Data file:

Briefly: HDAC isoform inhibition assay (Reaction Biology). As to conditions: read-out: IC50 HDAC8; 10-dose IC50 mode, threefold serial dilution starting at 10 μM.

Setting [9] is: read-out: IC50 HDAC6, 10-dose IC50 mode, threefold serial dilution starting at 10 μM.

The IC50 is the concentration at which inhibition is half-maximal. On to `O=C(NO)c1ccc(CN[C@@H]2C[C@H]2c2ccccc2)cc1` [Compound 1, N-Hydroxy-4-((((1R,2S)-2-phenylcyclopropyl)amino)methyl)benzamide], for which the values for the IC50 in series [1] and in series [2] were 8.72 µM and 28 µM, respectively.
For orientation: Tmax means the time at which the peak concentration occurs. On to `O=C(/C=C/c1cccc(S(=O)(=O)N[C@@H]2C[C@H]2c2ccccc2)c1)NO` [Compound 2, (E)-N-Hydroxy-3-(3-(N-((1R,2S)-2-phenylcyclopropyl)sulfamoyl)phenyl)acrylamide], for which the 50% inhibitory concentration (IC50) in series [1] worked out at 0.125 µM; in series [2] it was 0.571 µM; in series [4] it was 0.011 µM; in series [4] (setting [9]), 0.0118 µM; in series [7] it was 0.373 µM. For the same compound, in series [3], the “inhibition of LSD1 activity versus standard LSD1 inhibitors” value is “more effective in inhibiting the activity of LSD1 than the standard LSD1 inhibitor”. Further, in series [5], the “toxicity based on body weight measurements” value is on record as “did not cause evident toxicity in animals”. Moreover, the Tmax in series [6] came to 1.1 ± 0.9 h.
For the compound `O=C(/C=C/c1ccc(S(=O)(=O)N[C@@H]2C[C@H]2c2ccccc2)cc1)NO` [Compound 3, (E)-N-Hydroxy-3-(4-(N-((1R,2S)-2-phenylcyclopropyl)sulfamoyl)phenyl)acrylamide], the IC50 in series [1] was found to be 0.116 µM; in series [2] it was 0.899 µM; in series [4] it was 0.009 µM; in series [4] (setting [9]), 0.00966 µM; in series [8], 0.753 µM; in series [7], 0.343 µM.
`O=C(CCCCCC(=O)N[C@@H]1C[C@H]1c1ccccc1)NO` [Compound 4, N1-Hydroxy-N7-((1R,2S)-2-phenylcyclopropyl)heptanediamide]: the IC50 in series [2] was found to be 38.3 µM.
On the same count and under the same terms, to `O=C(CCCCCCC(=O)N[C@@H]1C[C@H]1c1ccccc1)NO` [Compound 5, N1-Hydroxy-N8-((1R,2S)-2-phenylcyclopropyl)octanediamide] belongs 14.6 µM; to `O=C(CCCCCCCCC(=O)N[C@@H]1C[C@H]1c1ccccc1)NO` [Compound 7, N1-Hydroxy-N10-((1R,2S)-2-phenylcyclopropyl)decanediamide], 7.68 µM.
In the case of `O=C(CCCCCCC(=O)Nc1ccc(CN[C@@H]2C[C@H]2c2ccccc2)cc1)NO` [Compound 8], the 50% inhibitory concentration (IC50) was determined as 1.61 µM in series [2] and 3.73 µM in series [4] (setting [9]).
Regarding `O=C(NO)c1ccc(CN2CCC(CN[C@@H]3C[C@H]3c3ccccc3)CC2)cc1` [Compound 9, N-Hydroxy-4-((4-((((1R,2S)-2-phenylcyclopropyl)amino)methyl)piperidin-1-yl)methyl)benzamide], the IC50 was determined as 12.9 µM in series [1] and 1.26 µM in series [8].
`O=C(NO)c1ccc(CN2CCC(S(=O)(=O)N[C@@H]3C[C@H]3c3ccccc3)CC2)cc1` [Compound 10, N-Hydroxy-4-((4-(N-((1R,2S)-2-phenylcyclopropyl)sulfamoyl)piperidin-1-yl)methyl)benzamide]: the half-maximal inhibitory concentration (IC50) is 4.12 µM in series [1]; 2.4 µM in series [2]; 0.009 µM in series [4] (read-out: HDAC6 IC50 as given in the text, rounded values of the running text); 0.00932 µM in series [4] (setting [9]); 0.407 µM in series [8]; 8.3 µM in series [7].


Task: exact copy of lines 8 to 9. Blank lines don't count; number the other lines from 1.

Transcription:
In the case of `O=C(CCCCCCC(=O)Nc1ccc(CN[C@@H]2C[C@H]2c2ccccc2)cc1)NO` [Compound 8], the 50% inhibitory concentration (IC50) was determined as 1.61 µM in series [2] and 3.73 µM in series [4] (setting [9]).
Regarding `O=C(NO)c1ccc(CN2CCC(CN[C@@H]3C[C@H]3c3ccccc3)CC2)cc1` [Compound 9, N-Hydroxy-4-((4-((((1R,2S)-2-phenylcyclopropyl)amino)methyl)piperidin-1-yl)methyl)benzamide], the IC50 was determined as 12.9 µM in series [1] and 1.26 µM in series [8].